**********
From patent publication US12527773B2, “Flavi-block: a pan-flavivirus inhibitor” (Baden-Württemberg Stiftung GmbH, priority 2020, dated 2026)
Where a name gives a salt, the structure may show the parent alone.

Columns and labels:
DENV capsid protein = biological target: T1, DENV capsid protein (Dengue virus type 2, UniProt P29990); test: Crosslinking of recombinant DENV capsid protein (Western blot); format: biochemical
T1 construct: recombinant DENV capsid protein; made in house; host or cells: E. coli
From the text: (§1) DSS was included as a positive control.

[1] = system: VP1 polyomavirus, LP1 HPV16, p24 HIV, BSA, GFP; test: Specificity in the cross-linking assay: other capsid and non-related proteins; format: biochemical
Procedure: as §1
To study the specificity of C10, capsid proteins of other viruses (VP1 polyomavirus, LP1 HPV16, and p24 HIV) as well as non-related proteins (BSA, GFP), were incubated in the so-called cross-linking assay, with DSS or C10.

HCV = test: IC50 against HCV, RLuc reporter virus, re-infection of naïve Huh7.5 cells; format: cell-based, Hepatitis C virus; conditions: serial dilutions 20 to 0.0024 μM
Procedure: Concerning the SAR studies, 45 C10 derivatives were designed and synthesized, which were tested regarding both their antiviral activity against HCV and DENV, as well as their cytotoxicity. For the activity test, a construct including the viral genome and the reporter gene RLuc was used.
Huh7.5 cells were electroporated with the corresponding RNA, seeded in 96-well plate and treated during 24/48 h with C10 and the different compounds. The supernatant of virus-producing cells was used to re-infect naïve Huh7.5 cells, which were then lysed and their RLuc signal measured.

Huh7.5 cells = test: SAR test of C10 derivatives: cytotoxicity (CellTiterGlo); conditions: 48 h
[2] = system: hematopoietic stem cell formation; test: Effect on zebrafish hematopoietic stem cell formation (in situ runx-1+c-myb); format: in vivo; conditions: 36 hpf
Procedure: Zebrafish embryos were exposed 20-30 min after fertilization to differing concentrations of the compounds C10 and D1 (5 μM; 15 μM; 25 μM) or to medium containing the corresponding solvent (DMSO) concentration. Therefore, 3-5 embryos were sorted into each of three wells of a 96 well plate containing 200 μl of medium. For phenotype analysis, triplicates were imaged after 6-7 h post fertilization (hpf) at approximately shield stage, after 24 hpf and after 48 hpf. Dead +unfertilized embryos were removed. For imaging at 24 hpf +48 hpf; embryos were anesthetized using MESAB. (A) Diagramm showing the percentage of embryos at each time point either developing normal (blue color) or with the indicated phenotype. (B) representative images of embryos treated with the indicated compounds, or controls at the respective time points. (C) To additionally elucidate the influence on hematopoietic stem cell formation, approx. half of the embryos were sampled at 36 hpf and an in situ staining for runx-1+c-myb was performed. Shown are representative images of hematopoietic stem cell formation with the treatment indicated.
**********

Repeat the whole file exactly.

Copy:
From patent publication US12527773B2, “Flavi-block: a pan-flavivirus inhibitor” (Baden-Württemberg Stiftung GmbH, priority 2020, dated 2026)
Where a name gives a salt, the structure may show the parent alone.

Columns and labels:
DENV capsid protein = biological target: T1, DENV capsid protein (Dengue virus type 2, UniProt P29990); test: Crosslinking of recombinant DENV capsid protein (Western blot); format: biochemical
T1 construct: recombinant DENV capsid protein; made in house; host or cells: E. coli
From the text: (§1) DSS was included as a positive control.

[1] = system: VP1 polyomavirus, LP1 HPV16, p24 HIV, BSA, GFP; test: Specificity in the cross-linking assay: other capsid and non-related proteins; format: biochemical
Procedure: as §1
To study the specificity of C10, capsid proteins of other viruses (VP1 polyomavirus, LP1 HPV16, and p24 HIV) as well as non-related proteins (BSA, GFP), were incubated in the so-called cross-linking assay, with DSS or C10.

HCV = test: IC50 against HCV, RLuc reporter virus, re-infection of naïve Huh7.5 cells; format: cell-based, Hepatitis C virus; conditions: serial dilutions 20 to 0.0024 μM
Procedure: Concerning the SAR studies, 45 C10 derivatives were designed and synthesized, which were tested regarding both their antiviral activity against HCV and DENV, as well as their cytotoxicity. For the activity test, a construct including the viral genome and the reporter gene RLuc was used.
Huh7.5 cells were electroporated with the corresponding RNA, seeded in 96-well plate and treated during 24/48 h with C10 and the different compounds. The supernatant of virus-producing cells was used to re-infect naïve Huh7.5 cells, which were then lysed and their RLuc signal measured.

Huh7.5 cells = test: SAR test of C10 derivatives: cytotoxicity (CellTiterGlo); conditions: 48 h
[2] = system: hematopoietic stem cell formation; test: Effect on zebrafish hematopoietic stem cell formation (in situ runx-1+c-myb); format: in vivo; conditions: 36 hpf
Procedure: Zebrafish embryos were exposed 20-30 min after fertilization to differing concentrations of the compounds C10 and D1 (5 μM; 15 μM; 25 μM) or to medium containing the corresponding solvent (DMSO) concentration. Therefore, 3-5 embryos were sorted into each of three wells of a 96 well plate containing 200 μl of medium. For phenotype analysis, triplicates were imaged after 6-7 h post fertilization (hpf) at approximately shield stage, after 24 hpf and after 48 hpf. Dead +unfertilized embryos were removed. For imaging at 24 hpf +48 hpf; embryos were anesthetized using MESAB. (A) Diagramm showing the percentage of embryos at each time point either developing normal (blue color) or with the indicated phenotype. (B) representative images of embryos treated with the indicated compounds, or controls at the respective time points. (C) To additionally elucidate the influence on hematopoietic stem cell formation, approx. half of the embryos were sampled at 36 hpf and an in situ staining for runx-1+c-myb was performed. Shown are representative images of hematopoietic stem cell formation with the treatment indicated.